This 1957 ad for "Chubettes," a line of clothes for "plump" youngsters, betrays an ad agency where the person who thought up the product names was vastly outclassed by the illustrator. I mean, seriously: was there ever an overweight kid who greeted the news that Mom was buying her some "Chubettes" with delight?
Fiona Romeo, who has worked with Greenwich Observatory on some successful "citizen science" initiatives, gave a presentation called "The near future of citizen science," explaining what she's learned and what she thinks the future will hold:
It’s my contention that the near future of science is all about honing the division of labour between professionals, amateurs and bots...
Selecting Flickr as our platform for the competition immediately got us to ask, what would be the space equivalent of geotagging? Astrotagging, obviously. If astrophotographers were to accurately describe what their photo depicts, and where in space that is, we could create a user-generated map of the night sky. But – as you might have already been thinking – working out where you are in space is much trickier than putting a pin on a map because there are the added dimensions of depth and movement. In addition to the space equivalents of longitude and latitude (RA and Dec), we required pixel scale and orientation.
Would anyone really go to the trouble of figuring out and tagging all of that information? Probably not. We were going to need a bot.
Fortunately Flickr isn’t just ‘a great place to be a photo’, the API also allows you to develop bots that act autonomously for a user or a group. Early bots in use on Flickr include Hipbot and HAL. Hipbot, for example, automates some of the moderation tasks in the well-defined squared circle Group, automatically removing photos that are not square, or are too small.
Scott Lynch was kind enough to place this photo of Ben "Ben and Jerry's" Cohen scooping up free ice-cream for the Occupy Wall Street protesters in the Boing Boing Flickr pool.
Carl Jara writes, "Calavera del Toro: Gold Medal sand sculpture by Carl Jara, depicts Occupy Wall Street in a Day of the Dead satire. Created last weekend at Sand Castle Days in South Padre Island, Texas. A banker and a politician sit comfortably toasting their overflowing champagne flutes to the skull of their recently slain Wall Street bull, draped in a Golden Parachute."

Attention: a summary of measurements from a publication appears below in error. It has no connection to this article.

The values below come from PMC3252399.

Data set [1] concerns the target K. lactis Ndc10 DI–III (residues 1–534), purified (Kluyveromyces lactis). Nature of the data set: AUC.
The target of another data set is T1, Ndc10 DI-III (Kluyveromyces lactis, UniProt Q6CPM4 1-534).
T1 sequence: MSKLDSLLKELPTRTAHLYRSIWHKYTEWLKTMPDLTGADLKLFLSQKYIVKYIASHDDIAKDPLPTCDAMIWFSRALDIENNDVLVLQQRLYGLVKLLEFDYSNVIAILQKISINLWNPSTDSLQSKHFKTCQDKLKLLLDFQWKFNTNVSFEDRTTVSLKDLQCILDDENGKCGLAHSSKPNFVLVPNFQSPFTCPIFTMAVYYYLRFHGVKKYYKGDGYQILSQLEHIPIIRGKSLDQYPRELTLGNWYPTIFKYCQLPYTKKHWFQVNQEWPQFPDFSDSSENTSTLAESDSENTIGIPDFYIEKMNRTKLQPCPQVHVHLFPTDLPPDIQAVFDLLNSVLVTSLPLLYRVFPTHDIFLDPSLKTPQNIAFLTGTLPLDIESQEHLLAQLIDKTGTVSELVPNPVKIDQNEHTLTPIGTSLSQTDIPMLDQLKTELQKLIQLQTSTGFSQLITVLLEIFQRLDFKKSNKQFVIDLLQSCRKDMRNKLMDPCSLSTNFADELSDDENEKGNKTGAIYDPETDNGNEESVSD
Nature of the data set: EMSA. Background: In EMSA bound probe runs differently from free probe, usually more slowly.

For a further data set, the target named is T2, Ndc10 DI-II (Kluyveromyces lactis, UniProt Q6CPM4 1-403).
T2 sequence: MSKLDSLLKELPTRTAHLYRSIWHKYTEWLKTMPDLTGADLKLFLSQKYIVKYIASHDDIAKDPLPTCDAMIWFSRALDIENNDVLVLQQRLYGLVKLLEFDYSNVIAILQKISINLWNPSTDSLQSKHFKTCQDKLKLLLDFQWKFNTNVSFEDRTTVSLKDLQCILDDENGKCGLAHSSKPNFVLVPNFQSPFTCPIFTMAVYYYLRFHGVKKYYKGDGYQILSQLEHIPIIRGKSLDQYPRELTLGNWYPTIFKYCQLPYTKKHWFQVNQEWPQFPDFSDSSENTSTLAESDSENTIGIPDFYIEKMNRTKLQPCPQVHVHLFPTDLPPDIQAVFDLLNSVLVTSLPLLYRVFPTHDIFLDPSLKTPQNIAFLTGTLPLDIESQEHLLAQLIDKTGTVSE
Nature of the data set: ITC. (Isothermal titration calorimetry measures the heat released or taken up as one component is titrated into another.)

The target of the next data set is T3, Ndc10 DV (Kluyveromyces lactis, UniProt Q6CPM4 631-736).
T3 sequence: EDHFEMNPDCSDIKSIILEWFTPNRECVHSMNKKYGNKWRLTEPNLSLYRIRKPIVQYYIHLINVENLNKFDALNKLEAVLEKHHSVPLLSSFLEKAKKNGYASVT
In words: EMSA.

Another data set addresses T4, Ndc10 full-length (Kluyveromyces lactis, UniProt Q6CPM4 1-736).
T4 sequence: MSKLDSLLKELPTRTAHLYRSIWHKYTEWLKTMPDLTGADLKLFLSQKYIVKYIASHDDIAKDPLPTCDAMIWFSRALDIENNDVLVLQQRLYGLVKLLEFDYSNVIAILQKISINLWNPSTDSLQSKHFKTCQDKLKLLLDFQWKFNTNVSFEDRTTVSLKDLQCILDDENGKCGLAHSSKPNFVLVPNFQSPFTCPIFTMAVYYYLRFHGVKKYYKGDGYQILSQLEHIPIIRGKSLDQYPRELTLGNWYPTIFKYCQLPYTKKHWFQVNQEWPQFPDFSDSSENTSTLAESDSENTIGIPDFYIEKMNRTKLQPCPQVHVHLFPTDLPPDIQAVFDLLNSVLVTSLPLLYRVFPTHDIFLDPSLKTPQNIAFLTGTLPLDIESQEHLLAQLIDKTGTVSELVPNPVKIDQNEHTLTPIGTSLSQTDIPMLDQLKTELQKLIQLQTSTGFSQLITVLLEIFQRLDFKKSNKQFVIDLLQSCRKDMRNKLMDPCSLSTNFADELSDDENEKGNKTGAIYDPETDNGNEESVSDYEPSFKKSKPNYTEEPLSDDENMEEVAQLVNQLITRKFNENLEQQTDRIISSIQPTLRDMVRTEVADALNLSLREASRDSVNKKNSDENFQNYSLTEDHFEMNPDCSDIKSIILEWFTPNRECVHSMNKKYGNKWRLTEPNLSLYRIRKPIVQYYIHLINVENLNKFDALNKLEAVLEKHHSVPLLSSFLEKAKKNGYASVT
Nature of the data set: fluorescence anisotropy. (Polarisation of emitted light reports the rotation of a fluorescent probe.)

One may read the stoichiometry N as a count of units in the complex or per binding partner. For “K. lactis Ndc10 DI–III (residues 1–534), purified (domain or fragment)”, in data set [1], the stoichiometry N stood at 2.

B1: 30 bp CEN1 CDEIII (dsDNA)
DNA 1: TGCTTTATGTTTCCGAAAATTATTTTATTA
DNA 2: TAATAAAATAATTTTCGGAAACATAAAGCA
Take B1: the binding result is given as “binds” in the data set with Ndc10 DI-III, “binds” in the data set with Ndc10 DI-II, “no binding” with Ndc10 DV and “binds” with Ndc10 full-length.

Niagara Falls, Ontario's Nightmares Fear Factory has a Flickr feed full of visitors being terrorized in its environs. I grew up with the spookhouses of Niagara Falls, and they can be incredibly scary, even the basic Lundy's Lane spookhouse, which is often just a dark maze populated by bored locals with night-vision scopes who whisper menacingly in your ear or touch you unexpectedly. I've never tried Nightmares, but it has a reputation for being seriously terrifying.
Esther Dyson snapped this vertiginous shot of a glass floor at the Digital Moscow event. I have a mild fear of heights, but this kind of thing goes straight into my spine and my digestive-tract's pucker-reflex without consulting my brain.
(via Super Punch)
From the Boing Boing Flickr pool, a candid moment of a young man cutting his hair on a San Francisco fire-escape, by Erik Wilson.
Nicholas Rougeux made this fabulous Menger sponge fractal out of mini Post-its, which he swears by for erecting fractals:
Each Post-It was torn into 16 equal squares, then folded into units and assembled into the sponge.
Post-its offer surprisingly structural durability and are easy to get in large quantities making them ideal for assembling structures like these.
A broken-hearted person in Heather's neighbourhood is building a boat. He wants your help, your garage, and your company.
Sam Gellman's tourist photos from North Korea's Mass Games are wonderful and weird studies in repetition at scale, where all sorts of pomp and spectacle are performed with thousands of identically dressed performers in close-order drill, which echoes the enormous housing blocks and all the other mass-scale motifs of Stalinist bureaucracy.
From the Netherlands' National Archive, a 1938 photo taken in New York City of a Colt revolver that has been modified to shoot a picture with every trigger pull. Presumably most of those photos are of people looking horrified and about to say something like, "Oh Christ, you turned your gun into a camera? No, don't point it at me! Ahh!"
(via Super Punch)